5. Link between concussion and brain damage to ensure AFL debate rages
  6. Sports commentator Billy J Smith dies after a fall
  7. Surgeon killer could be first to get10-year term under one-punch laws
  8. Liam Neeson's nephew Ronan Sexton dies, years after serious fall
  9. Toddler burnt with lighter and hit every day in lead-up to her death, court told
  10. Patron filmed unconscious, held around neck as guard evicts him from hotel
  11. FA Cup set to introduce concussion substitute trial this season
  12. Teen fighting for life after Healesville car park brawl
  13. Police discover critically injured man at Logan Village address
  14. 'Don't ask me for compassion': Angry Anderson has not forgiven his son's killer
  15. Brain Injuries Remain Undiagnosed in Thousands of Soldiers
  16. Man dies in hospital after falling to punch in Fortitude Valley
  17. Maradona to be discharged within days, says doctor
  18. Cricket bat bashing victim fights for life after Ballajura pub brawl
  19. Diego Maradona, World Cup-winning football superstar, set to undergo brain surgery
  20. 'Country footy is way behind': The missing concussion discussion in local level Aussie Rules
  21. Autistic girls going undiagnosed due to ‘camouflaging’ behaviour, study says
  22. Lisa Montgomery to be first female federal inmate executed in 67 years
  23. Man dies after being shoved to the ground in New York mask altercatio
  24. Thomas had a rare brain cancer and no good options. Then he joined a clinical trial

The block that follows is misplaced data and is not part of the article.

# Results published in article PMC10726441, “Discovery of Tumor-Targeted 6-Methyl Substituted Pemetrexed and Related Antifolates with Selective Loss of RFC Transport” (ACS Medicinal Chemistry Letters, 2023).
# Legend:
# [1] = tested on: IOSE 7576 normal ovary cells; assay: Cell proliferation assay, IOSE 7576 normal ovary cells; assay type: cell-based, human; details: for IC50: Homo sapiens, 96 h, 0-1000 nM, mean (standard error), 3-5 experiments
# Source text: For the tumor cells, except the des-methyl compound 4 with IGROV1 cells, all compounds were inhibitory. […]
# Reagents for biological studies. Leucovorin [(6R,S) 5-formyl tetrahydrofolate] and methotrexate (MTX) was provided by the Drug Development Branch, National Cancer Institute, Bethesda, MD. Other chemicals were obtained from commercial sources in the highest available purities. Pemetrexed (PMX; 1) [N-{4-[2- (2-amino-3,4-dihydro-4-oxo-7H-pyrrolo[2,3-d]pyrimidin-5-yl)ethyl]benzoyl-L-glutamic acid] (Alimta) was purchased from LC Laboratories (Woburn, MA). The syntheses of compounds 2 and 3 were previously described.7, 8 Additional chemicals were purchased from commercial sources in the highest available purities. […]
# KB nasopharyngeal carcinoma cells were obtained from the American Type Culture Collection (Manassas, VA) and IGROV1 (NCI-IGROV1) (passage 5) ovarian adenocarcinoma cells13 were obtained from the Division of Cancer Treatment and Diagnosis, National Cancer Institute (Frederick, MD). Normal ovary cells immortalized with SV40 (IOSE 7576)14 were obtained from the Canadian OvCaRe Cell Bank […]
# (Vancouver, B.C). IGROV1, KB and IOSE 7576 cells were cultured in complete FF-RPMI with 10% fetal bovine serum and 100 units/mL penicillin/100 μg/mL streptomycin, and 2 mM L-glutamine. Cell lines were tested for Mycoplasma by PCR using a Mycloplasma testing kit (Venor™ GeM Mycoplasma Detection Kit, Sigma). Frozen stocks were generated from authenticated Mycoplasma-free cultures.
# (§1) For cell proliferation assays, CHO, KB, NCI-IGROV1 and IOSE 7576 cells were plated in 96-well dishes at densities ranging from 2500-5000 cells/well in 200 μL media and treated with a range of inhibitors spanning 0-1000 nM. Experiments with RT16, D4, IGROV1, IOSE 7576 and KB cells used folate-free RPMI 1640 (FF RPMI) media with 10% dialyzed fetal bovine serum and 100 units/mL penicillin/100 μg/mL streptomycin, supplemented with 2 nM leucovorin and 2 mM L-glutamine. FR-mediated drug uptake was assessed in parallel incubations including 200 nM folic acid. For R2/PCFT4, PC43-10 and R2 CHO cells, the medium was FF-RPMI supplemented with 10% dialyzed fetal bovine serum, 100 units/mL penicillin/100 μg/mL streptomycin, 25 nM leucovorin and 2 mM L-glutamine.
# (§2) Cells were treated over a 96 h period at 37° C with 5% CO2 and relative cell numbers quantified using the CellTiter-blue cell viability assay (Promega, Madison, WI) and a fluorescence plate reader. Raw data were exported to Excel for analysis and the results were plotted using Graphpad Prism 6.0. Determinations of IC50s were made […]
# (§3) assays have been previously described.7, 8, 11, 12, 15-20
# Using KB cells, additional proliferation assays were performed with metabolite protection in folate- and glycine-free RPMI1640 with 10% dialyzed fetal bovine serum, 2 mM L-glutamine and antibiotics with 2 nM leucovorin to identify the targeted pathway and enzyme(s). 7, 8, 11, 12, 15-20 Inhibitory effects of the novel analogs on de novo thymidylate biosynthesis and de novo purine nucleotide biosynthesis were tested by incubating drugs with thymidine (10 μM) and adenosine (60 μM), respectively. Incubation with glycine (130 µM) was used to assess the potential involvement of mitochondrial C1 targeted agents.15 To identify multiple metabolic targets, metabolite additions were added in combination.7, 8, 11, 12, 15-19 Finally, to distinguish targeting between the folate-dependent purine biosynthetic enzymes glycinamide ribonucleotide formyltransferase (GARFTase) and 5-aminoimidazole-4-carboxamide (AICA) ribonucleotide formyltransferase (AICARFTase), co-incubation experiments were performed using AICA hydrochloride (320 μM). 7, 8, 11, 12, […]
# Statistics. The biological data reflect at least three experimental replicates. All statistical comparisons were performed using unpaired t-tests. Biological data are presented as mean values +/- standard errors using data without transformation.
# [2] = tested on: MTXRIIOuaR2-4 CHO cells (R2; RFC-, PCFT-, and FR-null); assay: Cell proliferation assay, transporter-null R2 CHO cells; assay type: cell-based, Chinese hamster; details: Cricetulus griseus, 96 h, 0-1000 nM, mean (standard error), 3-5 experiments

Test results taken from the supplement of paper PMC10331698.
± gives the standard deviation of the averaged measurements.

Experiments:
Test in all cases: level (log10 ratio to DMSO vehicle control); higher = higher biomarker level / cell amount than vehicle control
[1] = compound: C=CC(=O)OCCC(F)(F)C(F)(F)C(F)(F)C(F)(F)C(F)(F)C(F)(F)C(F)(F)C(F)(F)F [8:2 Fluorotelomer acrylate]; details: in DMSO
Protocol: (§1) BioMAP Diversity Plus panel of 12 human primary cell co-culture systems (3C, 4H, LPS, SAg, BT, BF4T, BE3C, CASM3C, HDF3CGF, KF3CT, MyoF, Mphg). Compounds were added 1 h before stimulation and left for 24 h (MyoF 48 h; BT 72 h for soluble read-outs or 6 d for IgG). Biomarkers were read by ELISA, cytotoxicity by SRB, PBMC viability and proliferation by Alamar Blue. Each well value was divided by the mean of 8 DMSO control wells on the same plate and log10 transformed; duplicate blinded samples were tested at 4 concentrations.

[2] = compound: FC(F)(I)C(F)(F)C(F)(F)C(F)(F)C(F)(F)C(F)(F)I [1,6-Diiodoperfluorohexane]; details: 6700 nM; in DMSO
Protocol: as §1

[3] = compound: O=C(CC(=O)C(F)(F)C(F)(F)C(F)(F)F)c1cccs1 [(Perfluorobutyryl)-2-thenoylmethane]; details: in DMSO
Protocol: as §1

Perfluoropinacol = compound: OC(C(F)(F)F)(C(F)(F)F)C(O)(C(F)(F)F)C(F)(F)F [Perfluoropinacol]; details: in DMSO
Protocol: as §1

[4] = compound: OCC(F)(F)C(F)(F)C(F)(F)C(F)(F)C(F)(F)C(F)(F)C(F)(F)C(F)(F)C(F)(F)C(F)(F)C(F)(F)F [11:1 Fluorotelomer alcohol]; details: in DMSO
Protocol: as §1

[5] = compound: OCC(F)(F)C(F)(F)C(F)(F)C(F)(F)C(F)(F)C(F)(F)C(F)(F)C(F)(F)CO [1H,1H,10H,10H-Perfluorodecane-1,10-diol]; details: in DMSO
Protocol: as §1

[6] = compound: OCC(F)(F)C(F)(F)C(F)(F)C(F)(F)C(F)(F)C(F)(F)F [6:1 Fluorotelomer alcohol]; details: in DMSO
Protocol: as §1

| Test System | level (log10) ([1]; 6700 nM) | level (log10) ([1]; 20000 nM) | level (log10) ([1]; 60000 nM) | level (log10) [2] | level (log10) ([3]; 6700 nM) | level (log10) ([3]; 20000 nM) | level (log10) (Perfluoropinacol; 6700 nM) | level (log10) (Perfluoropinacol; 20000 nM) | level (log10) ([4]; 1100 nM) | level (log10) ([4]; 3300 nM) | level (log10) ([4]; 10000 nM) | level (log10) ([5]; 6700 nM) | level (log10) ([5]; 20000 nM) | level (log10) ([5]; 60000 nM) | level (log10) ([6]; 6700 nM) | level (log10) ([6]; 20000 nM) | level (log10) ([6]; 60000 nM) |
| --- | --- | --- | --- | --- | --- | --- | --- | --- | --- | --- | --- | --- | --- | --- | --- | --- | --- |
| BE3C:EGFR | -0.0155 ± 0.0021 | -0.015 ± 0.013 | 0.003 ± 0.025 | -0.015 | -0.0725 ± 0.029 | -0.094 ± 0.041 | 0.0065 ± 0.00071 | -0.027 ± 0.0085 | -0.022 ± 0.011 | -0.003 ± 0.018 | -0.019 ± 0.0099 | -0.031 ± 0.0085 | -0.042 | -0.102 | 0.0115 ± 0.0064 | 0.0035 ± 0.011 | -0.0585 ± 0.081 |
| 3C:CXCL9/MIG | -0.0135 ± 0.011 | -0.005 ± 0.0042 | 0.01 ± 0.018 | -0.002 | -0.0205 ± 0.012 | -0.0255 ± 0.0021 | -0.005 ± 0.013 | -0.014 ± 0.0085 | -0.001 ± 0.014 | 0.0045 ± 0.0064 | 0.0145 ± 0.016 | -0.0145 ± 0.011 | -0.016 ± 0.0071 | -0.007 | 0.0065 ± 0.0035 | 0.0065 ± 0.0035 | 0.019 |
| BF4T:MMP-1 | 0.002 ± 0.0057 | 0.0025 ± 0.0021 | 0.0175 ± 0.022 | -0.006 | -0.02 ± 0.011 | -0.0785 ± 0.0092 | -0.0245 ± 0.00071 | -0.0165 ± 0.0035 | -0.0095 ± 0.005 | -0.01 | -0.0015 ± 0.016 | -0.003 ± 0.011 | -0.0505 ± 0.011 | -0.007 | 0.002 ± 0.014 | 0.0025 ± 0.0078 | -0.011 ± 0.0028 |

25. Nearly One-Third of Covid Patients in Study Had Altered Mental State
  26. Shaun Smith supportive of daughter Amy, signed by AFLW club North Melbourne
  27. Texas residents warned of tap water tainted with brain-eating microbe
  28. 'It's been a big day for me': Smith wants change after $1.4m concussion payout
  29. Damage Assessment
  30. What are CTE and concussion and how do they affect athletes?
  31. Danny Frawley was suffering from chronic brain disease when he died
  32. Elon Musk unveils brain computer implanted in pigs
  33. Portland truck driver apparently kicked unconscious as unrest continues
  34. Treatment for aggressive brain cancer shows promise in early trial
  35. Four-year-old injured after motorbike crashes through barriers at Sydney race
  36. 'Dangerous behaviour': Horror crash in sprint to finish leaves rider fighting for life
  37. Father charged with murder over death of six-month-old baby Beau
  38. Sickening Michael Chee Kam concussion overshadows gritty Eels win
  39. We asked veterans to respond to The Post’s reporting on Clint Lorance and his platoon. Here’s what they said.